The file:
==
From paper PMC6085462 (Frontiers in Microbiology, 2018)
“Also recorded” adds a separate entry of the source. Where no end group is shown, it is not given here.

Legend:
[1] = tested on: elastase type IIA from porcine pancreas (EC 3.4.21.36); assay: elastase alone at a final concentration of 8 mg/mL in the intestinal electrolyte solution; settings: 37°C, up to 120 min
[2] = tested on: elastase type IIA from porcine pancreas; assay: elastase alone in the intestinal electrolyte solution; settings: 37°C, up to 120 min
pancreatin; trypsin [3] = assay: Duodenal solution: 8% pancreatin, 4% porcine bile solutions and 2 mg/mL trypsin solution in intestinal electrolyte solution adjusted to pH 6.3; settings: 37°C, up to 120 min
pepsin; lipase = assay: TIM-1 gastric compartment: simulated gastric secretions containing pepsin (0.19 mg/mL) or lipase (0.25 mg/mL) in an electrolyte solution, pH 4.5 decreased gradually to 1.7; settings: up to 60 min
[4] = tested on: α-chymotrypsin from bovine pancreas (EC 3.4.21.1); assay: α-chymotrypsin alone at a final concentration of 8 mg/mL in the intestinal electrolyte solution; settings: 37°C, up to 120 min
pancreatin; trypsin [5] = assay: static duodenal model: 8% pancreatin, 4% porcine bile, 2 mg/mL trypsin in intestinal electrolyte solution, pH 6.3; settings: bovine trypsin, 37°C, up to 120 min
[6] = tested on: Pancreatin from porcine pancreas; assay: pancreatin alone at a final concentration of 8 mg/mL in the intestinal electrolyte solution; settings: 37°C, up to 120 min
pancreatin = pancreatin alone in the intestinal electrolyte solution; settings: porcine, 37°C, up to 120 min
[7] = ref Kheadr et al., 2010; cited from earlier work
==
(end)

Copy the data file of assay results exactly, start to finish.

From paper PMC6085462 (Frontiers in Microbiology, 2018)
“Also recorded” adds a separate entry of the source. Where no end group is shown, it is not given here.

Legend:
[1] = tested on: elastase type IIA from porcine pancreas (EC 3.4.21.36); assay: elastase alone at a final concentration of 8 mg/mL in the intestinal electrolyte solution; settings: 37°C, up to 120 min
[2] = tested on: elastase type IIA from porcine pancreas; assay: elastase alone in the intestinal electrolyte solution; settings: 37°C, up to 120 min
pancreatin; trypsin [3] = assay: Duodenal solution: 8% pancreatin, 4% porcine bile solutions and 2 mg/mL trypsin solution in intestinal electrolyte solution adjusted to pH 6.3; settings: 37°C, up to 120 min
pepsin; lipase = assay: TIM-1 gastric compartment: simulated gastric secretions containing pepsin (0.19 mg/mL) or lipase (0.25 mg/mL) in an electrolyte solution, pH 4.5 decreased gradually to 1.7; settings: up to 60 min
[4] = tested on: α-chymotrypsin from bovine pancreas (EC 3.4.21.1); assay: α-chymotrypsin alone at a final concentration of 8 mg/mL in the intestinal electrolyte solution; settings: 37°C, up to 120 min
pancreatin; trypsin [5] = assay: static duodenal model: 8% pancreatin, 4% porcine bile, 2 mg/mL trypsin in intestinal electrolyte solution, pH 6.3; settings: bovine trypsin, 37°C, up to 120 min
[6] = tested on: Pancreatin from porcine pancreas; assay: pancreatin alone at a final concentration of 8 mg/mL in the intestinal electrolyte solution; settings: 37°C, up to 120 min
pancreatin = pancreatin alone in the intestinal electrolyte solution; settings: porcine, 37°C, up to 120 min
[7] = ref Kheadr et al., 2010; cited from earlier work